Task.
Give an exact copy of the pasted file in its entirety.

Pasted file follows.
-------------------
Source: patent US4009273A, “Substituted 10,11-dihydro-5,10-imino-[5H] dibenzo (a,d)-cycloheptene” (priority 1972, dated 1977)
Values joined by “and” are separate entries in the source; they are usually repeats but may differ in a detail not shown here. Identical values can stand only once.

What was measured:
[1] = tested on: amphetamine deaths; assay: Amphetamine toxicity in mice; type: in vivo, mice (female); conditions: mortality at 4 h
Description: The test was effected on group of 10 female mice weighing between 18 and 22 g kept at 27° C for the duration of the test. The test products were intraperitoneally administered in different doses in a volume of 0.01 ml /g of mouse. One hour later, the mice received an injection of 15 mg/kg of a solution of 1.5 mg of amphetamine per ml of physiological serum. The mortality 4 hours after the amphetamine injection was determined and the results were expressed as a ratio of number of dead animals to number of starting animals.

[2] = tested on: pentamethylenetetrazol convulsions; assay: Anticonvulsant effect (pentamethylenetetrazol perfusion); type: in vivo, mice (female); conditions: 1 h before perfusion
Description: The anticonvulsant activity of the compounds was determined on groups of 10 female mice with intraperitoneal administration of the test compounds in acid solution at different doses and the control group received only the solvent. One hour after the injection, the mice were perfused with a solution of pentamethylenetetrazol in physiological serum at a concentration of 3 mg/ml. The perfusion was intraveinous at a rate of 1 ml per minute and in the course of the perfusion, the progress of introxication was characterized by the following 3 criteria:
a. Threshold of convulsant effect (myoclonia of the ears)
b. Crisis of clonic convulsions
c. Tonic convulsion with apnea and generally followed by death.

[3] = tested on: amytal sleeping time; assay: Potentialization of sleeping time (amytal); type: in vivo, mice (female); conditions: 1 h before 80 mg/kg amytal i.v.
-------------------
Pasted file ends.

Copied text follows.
Source: patent US4009273A, “Substituted 10,11-dihydro-5,10-imino-[5H] dibenzo (a,d)-cycloheptene” (priority 1972, dated 1977)
Values joined by “and” are separate entries in the source; they are usually repeats but may differ in a detail not shown here. Identical values can stand only once.

What was measured:
[1] = tested on: amphetamine deaths; assay: Amphetamine toxicity in mice; type: in vivo, mice (female); conditions: mortality at 4 h
Description: The test was effected on group of 10 female mice weighing between 18 and 22 g kept at 27° C for the duration of the test. The test products were intraperitoneally administered in different doses in a volume of 0.01 ml /g of mouse. One hour later, the mice received an injection of 15 mg/kg of a solution of 1.5 mg of amphetamine per ml of physiological serum. The mortality 4 hours after the amphetamine injection was determined and the results were expressed as a ratio of number of dead animals to number of starting animals.

[2] = tested on: pentamethylenetetrazol convulsions; assay: Anticonvulsant effect (pentamethylenetetrazol perfusion); type: in vivo, mice (female); conditions: 1 h before perfusion
Description: The anticonvulsant activity of the compounds was determined on groups of 10 female mice with intraperitoneal administration of the test compounds in acid solution at different doses and the control group received only the solvent. One hour after the injection, the mice were perfused with a solution of pentamethylenetetrazol in physiological serum at a concentration of 3 mg/ml. The perfusion was intraveinous at a rate of 1 ml per minute and in the course of the perfusion, the progress of introxication was characterized by the following 3 criteria:
a. Threshold of convulsant effect (myoclonia of the ears)
b. Crisis of clonic convulsions
c. Tonic convulsion with apnea and generally followed by death.

[3] = tested on: amytal sleeping time; assay: Potentialization of sleeping time (amytal); type: in vivo, mice (female); conditions: 1 h before 80 mg/kg amytal i.v.